Gpresult Does Not Enumerate the Resultant Computer Security Policy
Microsoft Knowledge Base Article: 258595 - Although the Gpresult.exe command-line tool displays information about the result that Group Policy has on the current computer and logged-on user, it does not reveal details of the security policy.

How to Allow Normal Users Temporary Access to Local Administrator Tasks
Microsoft Knowledge Base Article: 231270 - Describes how to let normal users perform a task or run a program on their computers that requires administrative privileges without changing the users' current security settings. 

How To Automate Folder Permissions
Microsoft Knowledge Base Article: 180464 - It is sometimes necessary to assign permissions to a folder so that a particular User and the Administrators group can administer it, as in the case of Users Home Directories.

How to Enable Disk Quotas in Windows 2000
Microsoft Knowledge Base Article: 183322 - This article describes how to enable disk quotas in Windows 2000.

How to Gain System Access to a Windows 2000-Based Computer
Microsoft Knowledge Base Article: 238846. You may need to run commands in the context of the local System account for recovery or other administrative purposes. (updated 12/29/99)

HOW TO: Use Adminpak.msi to Install a Specific Server Administration Tool 
Microsoft Knowledge Base Article: 314978 - This article describes how to specify an individual Server Administration Tool when you install the Administration Pack (Adminpak.msi).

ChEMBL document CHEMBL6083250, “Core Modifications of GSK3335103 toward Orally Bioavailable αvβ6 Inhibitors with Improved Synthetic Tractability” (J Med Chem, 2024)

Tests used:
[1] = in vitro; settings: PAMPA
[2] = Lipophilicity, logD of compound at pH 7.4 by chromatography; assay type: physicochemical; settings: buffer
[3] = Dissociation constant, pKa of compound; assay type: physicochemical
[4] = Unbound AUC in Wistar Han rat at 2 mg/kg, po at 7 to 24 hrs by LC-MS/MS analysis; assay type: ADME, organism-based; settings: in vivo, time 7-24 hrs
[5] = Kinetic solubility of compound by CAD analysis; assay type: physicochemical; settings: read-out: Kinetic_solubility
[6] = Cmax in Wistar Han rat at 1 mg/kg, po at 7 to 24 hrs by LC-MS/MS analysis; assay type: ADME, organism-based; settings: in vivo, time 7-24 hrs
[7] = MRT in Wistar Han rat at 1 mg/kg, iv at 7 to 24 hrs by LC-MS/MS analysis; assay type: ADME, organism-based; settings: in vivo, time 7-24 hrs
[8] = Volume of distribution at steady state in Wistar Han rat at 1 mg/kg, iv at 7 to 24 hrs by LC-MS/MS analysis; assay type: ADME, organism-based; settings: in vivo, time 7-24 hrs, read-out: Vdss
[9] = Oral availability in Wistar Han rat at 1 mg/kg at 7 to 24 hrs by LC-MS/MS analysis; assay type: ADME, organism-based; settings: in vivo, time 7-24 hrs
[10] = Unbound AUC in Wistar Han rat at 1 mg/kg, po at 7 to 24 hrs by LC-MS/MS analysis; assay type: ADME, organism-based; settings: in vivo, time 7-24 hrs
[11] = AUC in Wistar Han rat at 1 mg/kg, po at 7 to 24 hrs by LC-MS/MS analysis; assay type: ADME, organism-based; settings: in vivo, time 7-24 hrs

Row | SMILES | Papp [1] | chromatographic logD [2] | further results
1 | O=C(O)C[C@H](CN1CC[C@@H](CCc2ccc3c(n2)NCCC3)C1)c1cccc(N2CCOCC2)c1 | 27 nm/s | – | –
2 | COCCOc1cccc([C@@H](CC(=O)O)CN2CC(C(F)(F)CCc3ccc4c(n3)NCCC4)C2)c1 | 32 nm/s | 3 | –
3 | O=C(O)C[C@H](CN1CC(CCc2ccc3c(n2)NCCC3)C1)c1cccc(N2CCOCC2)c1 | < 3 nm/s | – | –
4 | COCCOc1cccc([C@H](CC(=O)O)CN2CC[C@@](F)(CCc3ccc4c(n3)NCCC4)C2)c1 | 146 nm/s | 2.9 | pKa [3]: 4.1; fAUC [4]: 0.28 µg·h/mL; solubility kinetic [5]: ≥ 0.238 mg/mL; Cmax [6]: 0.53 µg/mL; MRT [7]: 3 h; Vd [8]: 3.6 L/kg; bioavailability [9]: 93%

Inside Windows Management Interface
WMI implements Web-Based Enterprise Management (WBEM) technology to offer an extensible data-collection and management facility that lets you manage local and remote systems composed of arbitrary components. Source: Windows & .NET Magazine (Feb 2000)

Managing Remote Access on a Per-group Basis Using Windows 2000 Remote Access Policies
This article shows you how to allow and deny remote access on a per-group basis for the three remote-access administrative models. Source: (March 15, 2000)

Saving and Restoring Existing Windows NT Shares
Microsoft Knowledge Base Article: 125996 - If you need to reinstall Windows NT over an existing installation (a clean install, not an upgrade), move all of your data drives from one server to another, or install Windows NT to another directory or drive on a computer that already has Windows NT installed, you can save the share names that exist on the original Windows NT installation, including any permissions assigned to those shares.

Well Known Security Identifiers in Windows 2000
Microsoft Knowledge Base Article: 243330 - A security identifier (SID) is a unique value of variable length that is used to identify a security principal or security group in Windows 2000 and Microsoft Windows NT. Well-known SIDs are a group of SIDs that identify generic users or generic groups. Their values remain constant across all operating systems. This information is useful for troubleshooting issues involving security. It is also useful for potential display problems that may be seen in the ACL editor. A SID may be displayed in the ACL editor instead of the user or group name.